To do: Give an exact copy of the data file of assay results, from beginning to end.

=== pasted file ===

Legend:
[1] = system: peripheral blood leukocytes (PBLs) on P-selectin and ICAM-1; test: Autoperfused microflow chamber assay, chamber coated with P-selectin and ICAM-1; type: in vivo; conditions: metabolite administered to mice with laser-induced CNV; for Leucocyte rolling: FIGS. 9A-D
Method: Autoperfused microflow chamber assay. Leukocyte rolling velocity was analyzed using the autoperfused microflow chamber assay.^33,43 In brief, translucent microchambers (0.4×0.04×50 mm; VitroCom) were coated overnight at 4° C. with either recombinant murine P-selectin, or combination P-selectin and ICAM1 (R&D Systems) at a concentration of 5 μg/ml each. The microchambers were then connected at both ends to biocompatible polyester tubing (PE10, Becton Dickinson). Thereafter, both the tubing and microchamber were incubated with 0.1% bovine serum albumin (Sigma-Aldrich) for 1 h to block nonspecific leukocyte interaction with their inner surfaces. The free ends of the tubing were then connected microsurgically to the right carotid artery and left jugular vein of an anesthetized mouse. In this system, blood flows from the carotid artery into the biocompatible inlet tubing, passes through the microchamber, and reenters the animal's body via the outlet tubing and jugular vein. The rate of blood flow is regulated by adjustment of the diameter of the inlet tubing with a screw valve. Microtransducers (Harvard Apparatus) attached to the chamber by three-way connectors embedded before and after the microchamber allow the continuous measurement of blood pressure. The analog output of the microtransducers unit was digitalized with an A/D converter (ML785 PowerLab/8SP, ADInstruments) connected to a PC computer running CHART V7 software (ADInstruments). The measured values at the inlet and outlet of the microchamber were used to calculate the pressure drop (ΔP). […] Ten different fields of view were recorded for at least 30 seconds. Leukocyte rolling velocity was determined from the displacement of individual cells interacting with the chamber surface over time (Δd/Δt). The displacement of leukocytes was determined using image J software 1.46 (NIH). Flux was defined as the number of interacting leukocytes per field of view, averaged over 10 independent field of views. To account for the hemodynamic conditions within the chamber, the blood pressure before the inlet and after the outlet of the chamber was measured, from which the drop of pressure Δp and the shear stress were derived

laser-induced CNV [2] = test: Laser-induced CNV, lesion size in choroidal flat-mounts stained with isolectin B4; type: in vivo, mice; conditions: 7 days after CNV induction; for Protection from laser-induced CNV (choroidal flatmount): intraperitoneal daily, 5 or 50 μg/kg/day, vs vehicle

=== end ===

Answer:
Legend:
[1] = system: peripheral blood leukocytes (PBLs) on P-selectin and ICAM-1; test: Autoperfused microflow chamber assay, chamber coated with P-selectin and ICAM-1; type: in vivo; conditions: metabolite administered to mice with laser-induced CNV; for Leucocyte rolling: FIGS. 9A-D
Method: Autoperfused microflow chamber assay. Leukocyte rolling velocity was analyzed using the autoperfused microflow chamber assay.^33,43 In brief, translucent microchambers (0.4×0.04×50 mm; VitroCom) were coated overnight at 4° C. with either recombinant murine P-selectin, or combination P-selectin and ICAM1 (R&D Systems) at a concentration of 5 μg/ml each. The microchambers were then connected at both ends to biocompatible polyester tubing (PE10, Becton Dickinson). Thereafter, both the tubing and microchamber were incubated with 0.1% bovine serum albumin (Sigma-Aldrich) for 1 h to block nonspecific leukocyte interaction with their inner surfaces. The free ends of the tubing were then connected microsurgically to the right carotid artery and left jugular vein of an anesthetized mouse. In this system, blood flows from the carotid artery into the biocompatible inlet tubing, passes through the microchamber, and reenters the animal's body via the outlet tubing and jugular vein. The rate of blood flow is regulated by adjustment of the diameter of the inlet tubing with a screw valve. Microtransducers (Harvard Apparatus) attached to the chamber by three-way connectors embedded before and after the microchamber allow the continuous measurement of blood pressure. The analog output of the microtransducers unit was digitalized with an A/D converter (ML785 PowerLab/8SP, ADInstruments) connected to a PC computer running CHART V7 software (ADInstruments). The measured values at the inlet and outlet of the microchamber were used to calculate the pressure drop (ΔP). […] Ten different fields of view were recorded for at least 30 seconds. Leukocyte rolling velocity was determined from the displacement of individual cells interacting with the chamber surface over time (Δd/Δt). The displacement of leukocytes was determined using image J software 1.46 (NIH). Flux was defined as the number of interacting leukocytes per field of view, averaged over 10 independent field of views. To account for the hemodynamic conditions within the chamber, the blood pressure before the inlet and after the outlet of the chamber was measured, from which the drop of pressure Δp and the shear stress were derived

laser-induced CNV [2] = test: Laser-induced CNV, lesion size in choroidal flat-mounts stained with isolectin B4; type: in vivo, mice; conditions: 7 days after CNV induction; for Protection from laser-induced CNV (choroidal flatmount): intraperitoneal daily, 5 or 50 μg/kg/day, vs vehicle